Biscuits - DoughnutsView Our Alphabetical Recipe Index for Biscuits - Doughnuts
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I think anytime is the right time for a soda bread, especially one with the goodness of pumpkin and spice. This recipe is easy and quick and you wind up with a gorgeous-hued giant rustic bread, fragrant with spice and bursting with plump raisins. Fresh or toasted, this is a soda bread that hits one out of the park.
Tim Horton’s is a national Canadian donut chain/treasure, (but now they're in New York City!) renown and adored for their coffee and innovative treats. They constantly promote something new and exciting. In Fall, they have featured a much-touted Pumpkin donut I was keen to try. Alas, each and every day I visited a Tim Horton outlet, they were sold out! So I invented my own quintessential pumpkin spice donut. This recipe is worth its ransom in pumpkin recipes on Google. But here is Act One, in a Pumpkin Passion Play. These are puffy, pumpkin flavored yeasted donuts, stuffed with fresh vanilla custard and then tossed in spiced sugar (or you can fondant/glaze them).
If you happen to adore old-fashioned cake donuts, this recipe has your name on it.
What do you get when you cross a muffin with a scone? Scuffins! Big, beautiful crusty scones/muffin hybrids, crisp, pastry outsides with cake-like interiors and a cache of raspberry preserves. Whipping cream makes them high-rising and the cache of raspberries are a nice surprise.
French pastry chefs let nothing go to waste. Leftover croissants (make sure you use great ones) filled with an almond butter paste, and rebaked, are sublime. This is a pastry and hotel school staple and something you can expect to see in many a French pastry shop window. They are puffy, buttery, extremely easy but unique treats that will make you say, 'Oh shut up. Too good!" If you like this recipe, you'll also love Costco Cronuts from BetterBaking.com (C) and Butter Flakey Doughnuts (not quite Cronuts)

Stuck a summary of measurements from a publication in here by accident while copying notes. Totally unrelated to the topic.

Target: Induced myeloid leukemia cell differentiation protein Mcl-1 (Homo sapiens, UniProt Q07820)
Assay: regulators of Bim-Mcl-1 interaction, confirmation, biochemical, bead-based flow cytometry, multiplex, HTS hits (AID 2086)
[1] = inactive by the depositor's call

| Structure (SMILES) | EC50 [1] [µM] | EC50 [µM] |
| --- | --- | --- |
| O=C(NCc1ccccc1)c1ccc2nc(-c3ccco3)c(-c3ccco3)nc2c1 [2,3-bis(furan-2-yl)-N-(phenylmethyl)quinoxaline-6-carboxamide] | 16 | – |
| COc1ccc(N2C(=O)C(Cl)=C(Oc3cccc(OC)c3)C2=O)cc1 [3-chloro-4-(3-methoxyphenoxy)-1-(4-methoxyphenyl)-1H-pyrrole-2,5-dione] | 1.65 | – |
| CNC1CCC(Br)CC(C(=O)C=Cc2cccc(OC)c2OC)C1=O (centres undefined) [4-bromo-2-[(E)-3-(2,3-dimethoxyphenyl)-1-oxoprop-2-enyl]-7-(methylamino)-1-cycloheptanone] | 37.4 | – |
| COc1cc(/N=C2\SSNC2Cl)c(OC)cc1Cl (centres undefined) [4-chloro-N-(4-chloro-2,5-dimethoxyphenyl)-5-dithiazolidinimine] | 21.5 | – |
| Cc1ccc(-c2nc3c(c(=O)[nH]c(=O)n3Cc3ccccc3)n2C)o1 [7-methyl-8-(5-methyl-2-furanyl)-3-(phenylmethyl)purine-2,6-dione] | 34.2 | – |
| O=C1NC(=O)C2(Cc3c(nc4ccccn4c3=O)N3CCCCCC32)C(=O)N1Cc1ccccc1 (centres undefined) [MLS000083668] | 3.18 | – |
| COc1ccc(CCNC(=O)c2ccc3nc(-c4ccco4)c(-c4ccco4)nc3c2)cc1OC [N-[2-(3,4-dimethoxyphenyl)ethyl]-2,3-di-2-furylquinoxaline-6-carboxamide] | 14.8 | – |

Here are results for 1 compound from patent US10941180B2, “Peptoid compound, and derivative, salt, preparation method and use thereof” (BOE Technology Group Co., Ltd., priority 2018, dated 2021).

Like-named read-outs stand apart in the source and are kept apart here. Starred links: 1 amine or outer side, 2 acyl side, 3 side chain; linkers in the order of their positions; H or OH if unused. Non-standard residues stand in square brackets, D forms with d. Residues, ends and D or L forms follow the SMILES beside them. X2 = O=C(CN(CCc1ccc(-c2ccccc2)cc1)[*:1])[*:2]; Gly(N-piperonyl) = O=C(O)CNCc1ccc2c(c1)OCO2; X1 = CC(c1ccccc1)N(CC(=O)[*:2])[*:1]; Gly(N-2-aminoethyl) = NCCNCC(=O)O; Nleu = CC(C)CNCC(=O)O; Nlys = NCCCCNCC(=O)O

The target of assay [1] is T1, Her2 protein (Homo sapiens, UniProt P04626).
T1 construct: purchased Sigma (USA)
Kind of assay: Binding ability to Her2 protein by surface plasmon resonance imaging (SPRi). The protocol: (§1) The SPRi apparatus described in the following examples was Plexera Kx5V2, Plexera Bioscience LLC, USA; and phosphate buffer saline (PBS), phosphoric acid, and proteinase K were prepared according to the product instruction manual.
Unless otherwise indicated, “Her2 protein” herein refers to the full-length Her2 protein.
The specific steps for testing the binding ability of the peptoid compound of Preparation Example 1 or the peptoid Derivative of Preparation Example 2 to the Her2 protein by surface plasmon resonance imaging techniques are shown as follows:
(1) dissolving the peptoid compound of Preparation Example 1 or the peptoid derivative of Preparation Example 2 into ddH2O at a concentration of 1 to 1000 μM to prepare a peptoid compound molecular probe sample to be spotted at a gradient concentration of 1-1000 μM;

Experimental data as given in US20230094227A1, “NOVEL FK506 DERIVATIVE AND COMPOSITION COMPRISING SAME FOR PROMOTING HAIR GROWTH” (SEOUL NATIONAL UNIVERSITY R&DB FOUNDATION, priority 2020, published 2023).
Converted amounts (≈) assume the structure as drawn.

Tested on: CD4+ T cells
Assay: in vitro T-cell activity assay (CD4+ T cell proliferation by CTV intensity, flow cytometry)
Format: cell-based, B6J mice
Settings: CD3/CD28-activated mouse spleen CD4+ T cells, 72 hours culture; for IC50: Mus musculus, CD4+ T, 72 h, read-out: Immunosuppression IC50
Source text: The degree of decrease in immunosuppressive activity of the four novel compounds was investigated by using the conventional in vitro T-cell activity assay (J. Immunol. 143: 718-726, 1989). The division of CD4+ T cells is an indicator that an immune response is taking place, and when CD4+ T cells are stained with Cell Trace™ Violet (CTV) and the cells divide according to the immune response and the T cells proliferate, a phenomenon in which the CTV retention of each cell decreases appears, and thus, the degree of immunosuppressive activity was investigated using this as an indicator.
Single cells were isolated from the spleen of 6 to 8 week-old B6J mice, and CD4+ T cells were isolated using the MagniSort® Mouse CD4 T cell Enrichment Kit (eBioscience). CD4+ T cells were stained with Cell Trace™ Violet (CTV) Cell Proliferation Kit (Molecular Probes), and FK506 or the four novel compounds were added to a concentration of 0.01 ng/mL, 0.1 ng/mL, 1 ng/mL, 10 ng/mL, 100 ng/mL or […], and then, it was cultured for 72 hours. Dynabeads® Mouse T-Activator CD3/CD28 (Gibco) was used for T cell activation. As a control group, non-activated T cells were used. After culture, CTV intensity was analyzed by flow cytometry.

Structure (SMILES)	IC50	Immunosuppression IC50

What I love about these rustic scones is they are they are very pure of taste – there's no chocolate chips, chunks of Snickers, no vanilla extra or hunks of candied ginger - there's just amazing taste and texture from the basic (but choice) ingredients. This is the real deal, old-fashioned baking, with a not-too-sweet, satisfying wholesome taste.
Buttery sherry-flavored biscuits. These are best served hot with churned honey or sweet orange whipped butter and a pot of Earl Grey.
The classic. Flakey, light, golden - these are pretty well culinary history but melt on the tongue like any good biscuit. Great with fried chicken, chili, or eggs-over-easy. Use a great wood biscuit bowl or flea market piece of crockery.
If you are out of buttermilk, use Saco buttermilk powder.
Just the thing to serve with picnic chicken. Barely handle these for best results. If you can get hold of White Lily flour, you will rewarded with lighter than air biscuits. They float off the plate. If you prefer even more tender biscuits with a slight crumble, use whipping cream instead of buttermilk and omit the baking soda.
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Serve a basket of these at your next turkey dinner, or as a dessert, with homemade apple sauce or vanilla custard. Make miniature sandwiches by splitting biscuits, coating with dijon mustard and filling with a few slices of smoked turkey or Black Forest ham. You can also use pureed pumpkin for these amazing biscuits.